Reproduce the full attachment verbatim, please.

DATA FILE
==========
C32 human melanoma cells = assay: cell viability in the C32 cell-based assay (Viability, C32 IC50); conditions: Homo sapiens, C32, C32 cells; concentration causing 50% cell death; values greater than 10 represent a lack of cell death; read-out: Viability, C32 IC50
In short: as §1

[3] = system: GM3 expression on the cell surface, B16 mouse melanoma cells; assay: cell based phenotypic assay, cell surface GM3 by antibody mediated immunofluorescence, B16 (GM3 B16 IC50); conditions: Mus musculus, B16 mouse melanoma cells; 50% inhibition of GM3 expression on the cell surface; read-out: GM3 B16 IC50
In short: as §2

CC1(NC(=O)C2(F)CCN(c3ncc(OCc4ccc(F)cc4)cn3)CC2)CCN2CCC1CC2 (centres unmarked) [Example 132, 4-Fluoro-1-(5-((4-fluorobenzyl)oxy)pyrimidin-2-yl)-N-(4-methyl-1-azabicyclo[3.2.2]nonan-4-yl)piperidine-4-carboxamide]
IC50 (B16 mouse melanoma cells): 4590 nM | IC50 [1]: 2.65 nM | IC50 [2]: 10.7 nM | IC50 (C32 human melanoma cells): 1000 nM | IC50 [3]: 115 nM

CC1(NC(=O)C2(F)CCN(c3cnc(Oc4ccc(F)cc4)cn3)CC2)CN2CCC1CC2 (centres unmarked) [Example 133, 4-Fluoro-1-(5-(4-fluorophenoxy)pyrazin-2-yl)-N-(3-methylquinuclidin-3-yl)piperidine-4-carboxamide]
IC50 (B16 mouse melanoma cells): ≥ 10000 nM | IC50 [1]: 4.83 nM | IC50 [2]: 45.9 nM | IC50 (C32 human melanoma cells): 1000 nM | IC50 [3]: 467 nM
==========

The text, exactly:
C32 human melanoma cells = assay: cell viability in the C32 cell-based assay (Viability, C32 IC50); conditions: Homo sapiens, C32, C32 cells; concentration causing 50% cell death; values greater than 10 represent a lack of cell death; read-out: Viability, C32 IC50
In short: as §1

[3] = system: GM3 expression on the cell surface, B16 mouse melanoma cells; assay: cell based phenotypic assay, cell surface GM3 by antibody mediated immunofluorescence, B16 (GM3 B16 IC50); conditions: Mus musculus, B16 mouse melanoma cells; 50% inhibition of GM3 expression on the cell surface; read-out: GM3 B16 IC50
In short: as §2

CC1(NC(=O)C2(F)CCN(c3ncc(OCc4ccc(F)cc4)cn3)CC2)CCN2CCC1CC2 (centres unmarked) [Example 132, 4-Fluoro-1-(5-((4-fluorobenzyl)oxy)pyrimidin-2-yl)-N-(4-methyl-1-azabicyclo[3.2.2]nonan-4-yl)piperidine-4-carboxamide]
IC50 (B16 mouse melanoma cells): 4590 nM | IC50 [1]: 2.65 nM | IC50 [2]: 10.7 nM | IC50 (C32 human melanoma cells): 1000 nM | IC50 [3]: 115 nM

CC1(NC(=O)C2(F)CCN(c3cnc(Oc4ccc(F)cc4)cn3)CC2)CN2CCC1CC2 (centres unmarked) [Example 133, 4-Fluoro-1-(5-(4-fluorophenoxy)pyrazin-2-yl)-N-(3-methylquinuclidin-3-yl)piperidine-4-carboxamide]
IC50 (B16 mouse melanoma cells): ≥ 10000 nM | IC50 [1]: 4.83 nM | IC50 [2]: 45.9 nM | IC50 (C32 human melanoma cells): 1000 nM | IC50 [3]: 467 nM